How Do You Distribute Audio?
Making the Case for Single-Chassis Systems, Time-Sensitive Networking, and Voice Control
When it comes to customized distribution and management of audio in the home, you can forgive the layperson for instantly thinking about the numerous wireless audio solutions filling up electronic stores’ shelves. But speak to a residential systems integrator, and all talk of smart homes, IoT, and control systems in relation to audio incites a hearty discussion of the pros and cons of wired versus wireless systems, the equipment used to create and manage the best distribution system, and a little hedging on the significance and impact of voice control on audio distribution systems today.
In the past two years, custom integrators who specialize in audio distribution have noted that three factors have shaped how they are specifying and integrating audio distribution. The first is time-sensitive networking (TSN—formerly Audio Video Bridge, or AVB), which uses an Ethernet infrastructure to ensure that scheduled communications, such as those used in control systems, are guaranteed on one physical network, thus decentralizing audio distribution and reducing cable runs. Then, there’s single-chassis solutions that are also helping to minimize the amount of cable runs needed for large-scale projects. And finally, voice control, though in its infancy, is making its way into client requests.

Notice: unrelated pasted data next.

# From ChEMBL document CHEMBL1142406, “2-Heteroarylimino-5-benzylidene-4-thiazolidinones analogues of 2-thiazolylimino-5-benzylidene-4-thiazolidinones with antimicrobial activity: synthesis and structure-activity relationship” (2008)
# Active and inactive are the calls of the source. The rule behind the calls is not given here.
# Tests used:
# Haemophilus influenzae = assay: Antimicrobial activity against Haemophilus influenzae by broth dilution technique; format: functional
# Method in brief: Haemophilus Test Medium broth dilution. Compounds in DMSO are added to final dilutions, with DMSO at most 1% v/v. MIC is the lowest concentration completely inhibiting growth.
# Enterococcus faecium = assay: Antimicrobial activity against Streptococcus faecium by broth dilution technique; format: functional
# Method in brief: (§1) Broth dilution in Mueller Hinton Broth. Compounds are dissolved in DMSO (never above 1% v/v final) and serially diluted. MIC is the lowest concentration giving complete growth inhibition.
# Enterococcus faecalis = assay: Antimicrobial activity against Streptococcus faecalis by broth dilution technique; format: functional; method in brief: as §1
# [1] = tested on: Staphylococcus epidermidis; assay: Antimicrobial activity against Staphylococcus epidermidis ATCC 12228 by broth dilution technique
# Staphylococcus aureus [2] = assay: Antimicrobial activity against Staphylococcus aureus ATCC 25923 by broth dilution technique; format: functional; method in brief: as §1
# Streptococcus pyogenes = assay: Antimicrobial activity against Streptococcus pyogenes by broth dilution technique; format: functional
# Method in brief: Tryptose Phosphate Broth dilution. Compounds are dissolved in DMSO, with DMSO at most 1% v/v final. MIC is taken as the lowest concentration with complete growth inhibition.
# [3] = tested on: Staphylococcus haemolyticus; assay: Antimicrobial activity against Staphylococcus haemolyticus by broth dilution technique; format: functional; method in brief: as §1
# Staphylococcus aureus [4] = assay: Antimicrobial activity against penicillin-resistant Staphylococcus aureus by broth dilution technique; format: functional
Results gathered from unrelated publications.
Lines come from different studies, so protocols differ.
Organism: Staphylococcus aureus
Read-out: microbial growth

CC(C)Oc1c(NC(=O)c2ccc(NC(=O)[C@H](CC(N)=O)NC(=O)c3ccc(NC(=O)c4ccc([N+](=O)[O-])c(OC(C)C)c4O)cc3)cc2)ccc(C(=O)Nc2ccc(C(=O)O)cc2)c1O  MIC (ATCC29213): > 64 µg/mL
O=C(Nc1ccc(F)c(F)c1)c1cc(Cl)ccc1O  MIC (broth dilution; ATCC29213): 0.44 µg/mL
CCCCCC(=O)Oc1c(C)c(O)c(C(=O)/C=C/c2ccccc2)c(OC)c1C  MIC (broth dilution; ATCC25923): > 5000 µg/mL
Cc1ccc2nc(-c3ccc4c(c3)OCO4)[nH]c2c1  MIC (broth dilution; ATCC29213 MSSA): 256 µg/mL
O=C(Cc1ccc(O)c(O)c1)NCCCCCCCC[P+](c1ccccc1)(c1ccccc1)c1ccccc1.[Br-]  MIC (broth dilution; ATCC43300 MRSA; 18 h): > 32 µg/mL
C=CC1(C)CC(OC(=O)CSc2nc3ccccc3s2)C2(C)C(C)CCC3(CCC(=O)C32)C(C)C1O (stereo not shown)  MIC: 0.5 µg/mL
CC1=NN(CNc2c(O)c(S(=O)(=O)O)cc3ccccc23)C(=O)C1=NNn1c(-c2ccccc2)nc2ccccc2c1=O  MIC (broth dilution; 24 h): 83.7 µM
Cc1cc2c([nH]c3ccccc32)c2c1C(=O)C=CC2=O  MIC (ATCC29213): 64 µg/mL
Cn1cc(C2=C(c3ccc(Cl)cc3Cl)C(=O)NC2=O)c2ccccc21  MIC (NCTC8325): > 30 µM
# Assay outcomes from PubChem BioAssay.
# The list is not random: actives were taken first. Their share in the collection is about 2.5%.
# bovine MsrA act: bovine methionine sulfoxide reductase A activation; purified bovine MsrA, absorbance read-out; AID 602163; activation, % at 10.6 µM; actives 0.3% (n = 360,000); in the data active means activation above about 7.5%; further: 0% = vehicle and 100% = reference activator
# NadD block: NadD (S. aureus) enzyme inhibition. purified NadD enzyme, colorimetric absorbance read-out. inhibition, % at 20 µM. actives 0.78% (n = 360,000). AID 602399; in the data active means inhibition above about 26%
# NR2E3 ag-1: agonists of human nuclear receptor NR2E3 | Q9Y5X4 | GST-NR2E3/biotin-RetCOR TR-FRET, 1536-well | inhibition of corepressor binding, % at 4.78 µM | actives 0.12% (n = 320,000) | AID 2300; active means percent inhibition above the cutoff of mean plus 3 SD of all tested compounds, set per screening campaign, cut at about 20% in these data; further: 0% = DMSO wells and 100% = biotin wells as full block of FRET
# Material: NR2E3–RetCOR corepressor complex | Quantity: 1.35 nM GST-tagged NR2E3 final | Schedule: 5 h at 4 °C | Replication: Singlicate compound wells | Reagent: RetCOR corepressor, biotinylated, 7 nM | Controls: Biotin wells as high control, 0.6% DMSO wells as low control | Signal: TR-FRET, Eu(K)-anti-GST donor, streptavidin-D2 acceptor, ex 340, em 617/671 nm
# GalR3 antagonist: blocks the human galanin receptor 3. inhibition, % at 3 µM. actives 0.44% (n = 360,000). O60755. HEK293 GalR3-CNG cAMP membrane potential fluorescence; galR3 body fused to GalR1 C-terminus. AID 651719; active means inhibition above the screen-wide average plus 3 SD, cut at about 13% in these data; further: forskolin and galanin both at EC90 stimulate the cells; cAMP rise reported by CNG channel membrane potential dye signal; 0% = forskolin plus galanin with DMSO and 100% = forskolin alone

“Traditionally with a distributed audio system, everything must run back to a centralized location where the audio matrix switch is located,” said NXT AV CEO Eli Weinkle of time-sensitive networking. “With AVB, we have the ability to locate local audio inputs or outputs throughout the property using existing network infrastructure. This allows us the advantage of having all the gear centrally located but without having to run the massive amount of cable previously required.”
Weinkle said that by keeping the signal digital and not converting to analog, his systems maintain signal integrity and prevent any possibility of signal loss or noise along the run. “We see big advantages in retrofits, reduced cabling (both structural and through the rack) and in cases of large properties, being able to locate equipment where needed. We are now seeing this technology being implemented into audio breakout boxes, directly integrated into amps, and finally into active speakers. The house of the future will be fully connected solely by data cable, whether it be category or fiber. The future truly is everything over IP.”
Best Wiring Choices
Consensus is—and always has been—that wired audio distribution systems are best, especially in luxury integration projects where the main goal is that everything works and sounds great all of the time. Phillip Ampel of Atlanta Audio & Automation is a true believer in hardwired systems, noting that they offer consistent-quality AV without the surprises that less-than-robust home networks often spring on end users.
“We prefer wired systems over wireless for their stability and reliability but evaluate which solution will work for each installation based on the possibilities of the space,” he said. “Many clients seek wireless technology and are curious about its capabilities, but it’s important to reach a balance between the client’s asks and the best solution for their space.
Ampel said that when installing wireless products, it is also essential to ensure that the wireless network is robust, of course. “We always start by evaluating the network to ensure it is strong enough to handle the demand of the system we have specified and will make necessary adjustments in our estimate to accommodate new devices or network traffic.”